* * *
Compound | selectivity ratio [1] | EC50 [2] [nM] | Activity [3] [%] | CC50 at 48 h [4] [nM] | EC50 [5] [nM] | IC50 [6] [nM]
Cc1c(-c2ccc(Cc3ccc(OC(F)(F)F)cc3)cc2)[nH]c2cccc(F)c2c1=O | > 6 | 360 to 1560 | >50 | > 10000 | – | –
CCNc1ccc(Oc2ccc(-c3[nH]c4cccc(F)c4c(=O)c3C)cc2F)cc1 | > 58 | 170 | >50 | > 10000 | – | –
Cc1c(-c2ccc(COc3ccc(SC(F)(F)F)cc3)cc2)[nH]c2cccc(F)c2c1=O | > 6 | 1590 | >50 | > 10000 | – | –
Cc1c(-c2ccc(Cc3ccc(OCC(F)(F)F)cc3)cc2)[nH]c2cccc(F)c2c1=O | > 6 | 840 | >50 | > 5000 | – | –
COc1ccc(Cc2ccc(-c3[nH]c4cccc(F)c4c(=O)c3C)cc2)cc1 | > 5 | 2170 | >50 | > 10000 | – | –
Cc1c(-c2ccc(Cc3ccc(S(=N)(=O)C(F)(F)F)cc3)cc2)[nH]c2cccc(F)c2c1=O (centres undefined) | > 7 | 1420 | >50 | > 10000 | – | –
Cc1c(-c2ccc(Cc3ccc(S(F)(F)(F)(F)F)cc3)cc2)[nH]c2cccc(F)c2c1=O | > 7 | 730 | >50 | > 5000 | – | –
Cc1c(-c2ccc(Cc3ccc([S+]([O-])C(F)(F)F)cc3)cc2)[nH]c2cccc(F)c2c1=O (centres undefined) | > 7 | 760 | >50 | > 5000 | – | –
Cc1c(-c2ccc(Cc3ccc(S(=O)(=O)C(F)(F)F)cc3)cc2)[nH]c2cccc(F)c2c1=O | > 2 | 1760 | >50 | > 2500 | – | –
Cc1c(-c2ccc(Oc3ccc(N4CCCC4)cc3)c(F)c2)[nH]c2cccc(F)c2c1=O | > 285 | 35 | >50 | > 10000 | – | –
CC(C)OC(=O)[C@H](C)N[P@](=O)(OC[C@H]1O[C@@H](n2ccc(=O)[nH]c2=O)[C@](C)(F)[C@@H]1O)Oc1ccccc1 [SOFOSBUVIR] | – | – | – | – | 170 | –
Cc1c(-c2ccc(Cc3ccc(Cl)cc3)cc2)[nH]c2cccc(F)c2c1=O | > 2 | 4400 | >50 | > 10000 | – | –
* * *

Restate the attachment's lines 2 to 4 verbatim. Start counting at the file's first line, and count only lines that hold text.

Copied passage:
Cc1c(-c2ccc(Cc3ccc(OC(F)(F)F)cc3)cc2)[nH]c2cccc(F)c2c1=O | > 6 | 360 to 1560 | >50 | > 10000 | – | –
CCNc1ccc(Oc2ccc(-c3[nH]c4cccc(F)c4c(=O)c3C)cc2F)cc1 | > 58 | 170 | >50 | > 10000 | – | –
Cc1c(-c2ccc(COc3ccc(SC(F)(F)F)cc3)cc2)[nH]c2cccc(F)c2c1=O | > 6 | 1590 | >50 | > 10000 | – | –